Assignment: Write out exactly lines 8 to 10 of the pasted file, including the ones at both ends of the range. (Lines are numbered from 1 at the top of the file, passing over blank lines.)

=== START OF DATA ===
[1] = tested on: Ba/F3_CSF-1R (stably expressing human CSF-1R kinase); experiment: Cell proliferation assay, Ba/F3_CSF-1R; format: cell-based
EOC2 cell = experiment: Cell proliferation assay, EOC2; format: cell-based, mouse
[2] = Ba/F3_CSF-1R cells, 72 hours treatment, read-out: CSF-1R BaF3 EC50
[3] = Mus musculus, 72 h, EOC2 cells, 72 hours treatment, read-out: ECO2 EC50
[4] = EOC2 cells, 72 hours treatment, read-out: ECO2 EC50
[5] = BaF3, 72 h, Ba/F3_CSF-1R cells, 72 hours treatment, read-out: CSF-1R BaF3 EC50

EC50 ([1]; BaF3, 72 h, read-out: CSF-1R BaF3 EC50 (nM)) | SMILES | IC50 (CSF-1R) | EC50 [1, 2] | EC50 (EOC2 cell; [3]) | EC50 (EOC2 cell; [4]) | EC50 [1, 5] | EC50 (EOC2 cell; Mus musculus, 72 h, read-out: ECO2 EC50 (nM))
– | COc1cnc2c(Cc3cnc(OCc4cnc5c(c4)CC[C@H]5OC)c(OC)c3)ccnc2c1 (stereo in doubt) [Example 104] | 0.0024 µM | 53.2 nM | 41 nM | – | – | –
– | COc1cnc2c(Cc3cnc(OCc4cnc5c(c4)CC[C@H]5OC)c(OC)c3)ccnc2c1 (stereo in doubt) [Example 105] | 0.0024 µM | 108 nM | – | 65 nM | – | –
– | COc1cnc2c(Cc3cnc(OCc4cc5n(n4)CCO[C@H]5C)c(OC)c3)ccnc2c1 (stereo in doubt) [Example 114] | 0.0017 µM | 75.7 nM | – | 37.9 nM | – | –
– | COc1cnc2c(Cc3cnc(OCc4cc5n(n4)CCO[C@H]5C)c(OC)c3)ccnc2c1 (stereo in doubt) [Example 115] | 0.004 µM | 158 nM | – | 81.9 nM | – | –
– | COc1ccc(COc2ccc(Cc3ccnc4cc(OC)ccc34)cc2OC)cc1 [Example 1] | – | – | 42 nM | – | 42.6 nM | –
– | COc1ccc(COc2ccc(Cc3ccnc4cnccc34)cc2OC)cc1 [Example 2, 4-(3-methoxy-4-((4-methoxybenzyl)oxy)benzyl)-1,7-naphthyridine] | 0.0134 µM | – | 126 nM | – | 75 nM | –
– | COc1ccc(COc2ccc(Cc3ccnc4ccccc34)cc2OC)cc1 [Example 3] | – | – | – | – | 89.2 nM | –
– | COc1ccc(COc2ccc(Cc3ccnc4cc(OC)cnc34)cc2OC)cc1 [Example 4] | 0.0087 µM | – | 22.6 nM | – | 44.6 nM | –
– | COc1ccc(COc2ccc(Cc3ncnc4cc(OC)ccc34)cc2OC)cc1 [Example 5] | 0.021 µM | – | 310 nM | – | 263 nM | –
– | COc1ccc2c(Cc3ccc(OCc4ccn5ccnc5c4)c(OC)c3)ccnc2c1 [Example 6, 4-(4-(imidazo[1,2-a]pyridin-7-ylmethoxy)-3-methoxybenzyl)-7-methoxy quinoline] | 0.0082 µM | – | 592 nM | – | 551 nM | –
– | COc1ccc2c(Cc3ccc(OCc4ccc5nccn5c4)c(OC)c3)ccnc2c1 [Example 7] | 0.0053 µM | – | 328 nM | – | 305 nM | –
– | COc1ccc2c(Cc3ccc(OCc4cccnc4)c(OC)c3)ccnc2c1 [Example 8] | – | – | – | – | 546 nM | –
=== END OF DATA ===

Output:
– | COc1cnc2c(Cc3cnc(OCc4cnc5c(c4)CC[C@H]5OC)c(OC)c3)ccnc2c1 (stereo in doubt) [Example 104] | 0.0024 µM | 53.2 nM | 41 nM | – | – | –
– | COc1cnc2c(Cc3cnc(OCc4cnc5c(c4)CC[C@H]5OC)c(OC)c3)ccnc2c1 (stereo in doubt) [Example 105] | 0.0024 µM | 108 nM | – | 65 nM | – | –
– | COc1cnc2c(Cc3cnc(OCc4cc5n(n4)CCO[C@H]5C)c(OC)c3)ccnc2c1 (stereo in doubt) [Example 114] | 0.0017 µM | 75.7 nM | – | 37.9 nM | – | –